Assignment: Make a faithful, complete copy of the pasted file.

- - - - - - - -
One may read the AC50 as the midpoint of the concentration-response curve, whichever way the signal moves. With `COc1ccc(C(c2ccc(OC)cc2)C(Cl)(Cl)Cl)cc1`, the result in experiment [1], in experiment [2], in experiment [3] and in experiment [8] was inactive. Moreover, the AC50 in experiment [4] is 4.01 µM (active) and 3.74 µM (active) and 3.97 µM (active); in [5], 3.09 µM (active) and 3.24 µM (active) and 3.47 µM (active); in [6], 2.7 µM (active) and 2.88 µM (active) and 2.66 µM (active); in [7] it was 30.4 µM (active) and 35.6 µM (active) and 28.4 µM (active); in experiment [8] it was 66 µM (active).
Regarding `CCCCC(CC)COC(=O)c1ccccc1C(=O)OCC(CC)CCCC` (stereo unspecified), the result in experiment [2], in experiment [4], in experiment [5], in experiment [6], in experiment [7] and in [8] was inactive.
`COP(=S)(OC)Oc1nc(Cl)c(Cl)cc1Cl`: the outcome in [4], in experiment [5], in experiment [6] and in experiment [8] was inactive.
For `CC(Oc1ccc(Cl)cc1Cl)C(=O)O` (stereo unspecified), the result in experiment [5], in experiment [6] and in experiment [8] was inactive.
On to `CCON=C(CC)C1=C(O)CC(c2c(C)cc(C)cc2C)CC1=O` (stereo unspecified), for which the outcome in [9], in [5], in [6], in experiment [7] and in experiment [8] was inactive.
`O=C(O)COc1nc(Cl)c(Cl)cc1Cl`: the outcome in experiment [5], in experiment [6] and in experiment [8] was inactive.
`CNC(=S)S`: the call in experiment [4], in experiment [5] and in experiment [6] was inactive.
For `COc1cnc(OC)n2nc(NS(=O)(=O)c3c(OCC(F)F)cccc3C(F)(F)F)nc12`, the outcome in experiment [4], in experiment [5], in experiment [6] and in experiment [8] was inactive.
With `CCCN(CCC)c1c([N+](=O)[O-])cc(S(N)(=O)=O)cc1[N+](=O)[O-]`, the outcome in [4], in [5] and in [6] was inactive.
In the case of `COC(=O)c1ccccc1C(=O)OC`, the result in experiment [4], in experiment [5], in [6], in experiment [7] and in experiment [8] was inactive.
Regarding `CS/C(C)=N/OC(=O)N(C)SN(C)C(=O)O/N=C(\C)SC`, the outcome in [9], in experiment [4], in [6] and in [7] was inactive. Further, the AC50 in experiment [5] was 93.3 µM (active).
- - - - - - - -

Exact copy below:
One may read the AC50 as the midpoint of the concentration-response curve, whichever way the signal moves. With `COc1ccc(C(c2ccc(OC)cc2)C(Cl)(Cl)Cl)cc1`, the result in experiment [1], in experiment [2], in experiment [3] and in experiment [8] was inactive. Moreover, the AC50 in experiment [4] is 4.01 µM (active) and 3.74 µM (active) and 3.97 µM (active); in [5], 3.09 µM (active) and 3.24 µM (active) and 3.47 µM (active); in [6], 2.7 µM (active) and 2.88 µM (active) and 2.66 µM (active); in [7] it was 30.4 µM (active) and 35.6 µM (active) and 28.4 µM (active); in experiment [8] it was 66 µM (active).
Regarding `CCCCC(CC)COC(=O)c1ccccc1C(=O)OCC(CC)CCCC` (stereo unspecified), the result in experiment [2], in experiment [4], in experiment [5], in experiment [6], in experiment [7] and in [8] was inactive.
`COP(=S)(OC)Oc1nc(Cl)c(Cl)cc1Cl`: the outcome in [4], in experiment [5], in experiment [6] and in experiment [8] was inactive.
For `CC(Oc1ccc(Cl)cc1Cl)C(=O)O` (stereo unspecified), the result in experiment [5], in experiment [6] and in experiment [8] was inactive.
On to `CCON=C(CC)C1=C(O)CC(c2c(C)cc(C)cc2C)CC1=O` (stereo unspecified), for which the outcome in [9], in [5], in [6], in experiment [7] and in experiment [8] was inactive.
`O=C(O)COc1nc(Cl)c(Cl)cc1Cl`: the outcome in experiment [5], in experiment [6] and in experiment [8] was inactive.
`CNC(=S)S`: the call in experiment [4], in experiment [5] and in experiment [6] was inactive.
For `COc1cnc(OC)n2nc(NS(=O)(=O)c3c(OCC(F)F)cccc3C(F)(F)F)nc12`, the outcome in experiment [4], in experiment [5], in experiment [6] and in experiment [8] was inactive.
With `CCCN(CCC)c1c([N+](=O)[O-])cc(S(N)(=O)=O)cc1[N+](=O)[O-]`, the outcome in [4], in [5] and in [6] was inactive.
In the case of `COC(=O)c1ccccc1C(=O)OC`, the result in experiment [4], in experiment [5], in [6], in experiment [7] and in experiment [8] was inactive.
Regarding `CS/C(C)=N/OC(=O)N(C)SN(C)C(=O)O/N=C(\C)SC`, the outcome in [9], in experiment [4], in [6] and in [7] was inactive. Further, the AC50 in experiment [5] was 93.3 µM (active).